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Blog Post 10/28

Reading about the mistreatment of Vietnamese citizens by the United States during the Vietnam War was extremely difficult. Zinn stated “The CIA in Vietnam, in a program called “Operation Phoenix,” secretly, without trial, executed at least twenty thousand civilian in South Vietnam who were suspected of being members of the Communist underground”. (p. 478) The United States was determined to stop the spread of communism to the point that atrocities such as the 20,000 civilians Zinn mentions being murdered were viewed as inconsequential. Zinn discusses that the reasoning for the wars against communism in smaller nations, like Vietnam, were not because of the direct threat that Vietnam becoming communist would pose against capitalist nations, but rather to prevent a domino effect. In the 1950s this idea became known as “domino theory” within the United States and was responsible for much of their international actions. It would seem that American propaganda was so effective at inspiring fear of communism within its borders, that its population was willing to accept anti-communist reasoning for almost any action.

It was fascinating to learn that the United States not only fabricated much of the Gulf of Tonkin incident, but also the entirety of South Vietnam. As if lying to the public to incite a war wasn’t awful enough, congress further used the Gulf of Tonkin falsity to give President Johnson complete control over the military. Whenever a leader is given or seizes absolute power under the veil of a crisis, the people he is meant to protect almost always suffer. Citizens of the United States did suffer as a result of the president’s actions in the form of fighting and dying for a false cause. Per usual the main sufferers of war are not the leaders who involved their nation in the conflict, but the followers and citizens who had to actually fight the battles. The Vietnam war caused greater anger among the American people as it was based on a false cause and since the unnecessary suffering of the enemy was better documented in this war.

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  1. Zachary Andrews Zachary Andrews

    The quote that you started this blog post with shocked me. I had no idea about the CIA’s “Operation Phoenix” where they, the CIA, executed at least 20,000 Vietnamese people secretly and without giving them a fair trial. It think this is very hypocritical because one of the principles that the United States was founded on ensured a fair and speedy trial when in court.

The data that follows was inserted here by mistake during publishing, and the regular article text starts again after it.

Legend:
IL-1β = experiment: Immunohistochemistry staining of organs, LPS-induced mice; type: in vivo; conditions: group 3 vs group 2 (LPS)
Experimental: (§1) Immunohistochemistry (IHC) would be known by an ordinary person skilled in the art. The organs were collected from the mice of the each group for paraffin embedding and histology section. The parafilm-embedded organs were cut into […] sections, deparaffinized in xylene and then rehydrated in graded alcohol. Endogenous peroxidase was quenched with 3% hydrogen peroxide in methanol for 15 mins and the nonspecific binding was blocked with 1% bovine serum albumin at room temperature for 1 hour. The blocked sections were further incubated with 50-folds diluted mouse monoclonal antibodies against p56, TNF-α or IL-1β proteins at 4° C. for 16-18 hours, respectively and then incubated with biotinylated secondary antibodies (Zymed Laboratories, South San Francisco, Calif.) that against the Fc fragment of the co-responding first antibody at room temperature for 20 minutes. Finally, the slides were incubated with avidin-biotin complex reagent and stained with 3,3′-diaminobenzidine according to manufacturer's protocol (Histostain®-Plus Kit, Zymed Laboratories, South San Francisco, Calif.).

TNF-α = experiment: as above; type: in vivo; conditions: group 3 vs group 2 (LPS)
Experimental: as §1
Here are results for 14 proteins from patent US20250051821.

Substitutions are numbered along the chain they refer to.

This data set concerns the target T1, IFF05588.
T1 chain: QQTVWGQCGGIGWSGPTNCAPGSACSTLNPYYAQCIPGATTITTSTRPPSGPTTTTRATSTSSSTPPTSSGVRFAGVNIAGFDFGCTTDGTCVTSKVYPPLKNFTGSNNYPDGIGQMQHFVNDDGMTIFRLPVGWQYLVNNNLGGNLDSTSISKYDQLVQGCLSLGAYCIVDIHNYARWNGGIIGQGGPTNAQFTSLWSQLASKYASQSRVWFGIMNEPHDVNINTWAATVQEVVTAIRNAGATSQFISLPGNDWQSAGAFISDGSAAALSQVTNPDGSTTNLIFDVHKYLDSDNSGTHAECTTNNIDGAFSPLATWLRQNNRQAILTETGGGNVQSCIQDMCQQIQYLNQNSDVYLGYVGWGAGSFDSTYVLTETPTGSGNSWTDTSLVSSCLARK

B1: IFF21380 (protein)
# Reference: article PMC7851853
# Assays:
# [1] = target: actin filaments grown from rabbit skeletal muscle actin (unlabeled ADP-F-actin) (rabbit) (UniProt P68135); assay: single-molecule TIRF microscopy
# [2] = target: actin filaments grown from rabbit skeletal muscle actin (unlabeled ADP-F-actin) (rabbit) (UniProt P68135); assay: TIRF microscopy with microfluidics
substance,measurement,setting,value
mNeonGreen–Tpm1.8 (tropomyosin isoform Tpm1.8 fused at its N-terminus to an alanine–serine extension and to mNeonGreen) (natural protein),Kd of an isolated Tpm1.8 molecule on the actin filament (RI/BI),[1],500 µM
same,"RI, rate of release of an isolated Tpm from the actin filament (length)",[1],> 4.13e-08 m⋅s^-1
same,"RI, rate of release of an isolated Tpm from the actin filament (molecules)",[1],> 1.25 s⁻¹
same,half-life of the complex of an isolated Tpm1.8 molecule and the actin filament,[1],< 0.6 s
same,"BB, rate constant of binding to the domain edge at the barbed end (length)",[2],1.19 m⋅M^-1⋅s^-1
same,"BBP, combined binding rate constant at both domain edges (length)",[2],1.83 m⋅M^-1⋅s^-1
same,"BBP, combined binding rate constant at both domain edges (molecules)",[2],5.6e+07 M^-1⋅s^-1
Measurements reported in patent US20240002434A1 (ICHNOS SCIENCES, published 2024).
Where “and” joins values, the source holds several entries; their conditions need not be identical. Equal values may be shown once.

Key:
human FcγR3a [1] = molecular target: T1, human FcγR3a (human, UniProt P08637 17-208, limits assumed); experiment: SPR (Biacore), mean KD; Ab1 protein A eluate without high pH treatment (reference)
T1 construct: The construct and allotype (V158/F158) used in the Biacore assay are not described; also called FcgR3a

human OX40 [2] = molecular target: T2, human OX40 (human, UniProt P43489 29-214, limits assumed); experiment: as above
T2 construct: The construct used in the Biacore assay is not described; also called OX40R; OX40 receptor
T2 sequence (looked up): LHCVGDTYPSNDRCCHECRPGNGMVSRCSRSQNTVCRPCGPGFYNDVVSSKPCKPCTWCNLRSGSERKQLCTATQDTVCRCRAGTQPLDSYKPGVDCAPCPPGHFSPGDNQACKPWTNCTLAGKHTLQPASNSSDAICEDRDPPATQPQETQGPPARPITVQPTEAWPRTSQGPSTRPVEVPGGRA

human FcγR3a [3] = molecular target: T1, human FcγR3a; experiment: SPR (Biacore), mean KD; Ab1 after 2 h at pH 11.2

2. Samuel Hussey Samuel Hussey

    The crossover between the Vietnam War and the Civil Rights Movement was also important to note because African Americans were unhappy with the state of the country domestically and were then forced to go fight for the country abroad. Disproportionate numbers of African Americans were being drafted and killed in the war as well, which caused civil unrest in the black community who saw that all of their hard work still wasn’t fostering equality.

  3. Delaney Demaret Delaney Demaret

    Something I find particularly upsetting about American involvement in foreign affairs is the willingness to intervene in economic interests in Asia, but not human rights atrocities. The Cambodian genocide almost directly followed the Vietnam War (due to conditions in part created by America), yet the United States did not work to stop the regime of Khmer Rouge- this is a twisted idea of what defines moral intervention in foreign affairs.

  4. Sophia Peltzer Sophia Peltzer

    Your point about the effects of government propaganda and rhetoric on the views and opinions of the general public, and something that can be easily seen today as well. As you said, the government narrative created a widespread fear of Communism, that made many Americans paranoid of the harm they could bring to the country. Only people with specific knowledge and education of world events and the specifics of Communism knew that such fears were unfounded, but majority of the public remained fearful. This can be seen today through many issues, particularly immigration. The current administration incites fear in citizens by creating a narrative of immigrants being dangerous and a threat to the economy, causing widespread discrimination against immigrants. Only those who take the time to understand the underlying issues surrounding immigration realize that this fear of them is unfounded, leaving much of the country still harboring fear and hate towards people that are different.

  5. Annie Waters Annie Waters

    Reading about President Johnson’s absolute military control following the Gulf of Tonkin incident was really alarming to me. I first thought back to learning about the War Powers Act in AP Gov and wondered how the president could have ever been given such concentrated power in the beginning stages of wartime, but I hadn’t realized that this act wasn’t passed until November of 1973, toward the end of the Vietnam War. The ramifications of the war must have indicated to Congress that it was unjust for a president to have such concentrated power in prompting acts of war.

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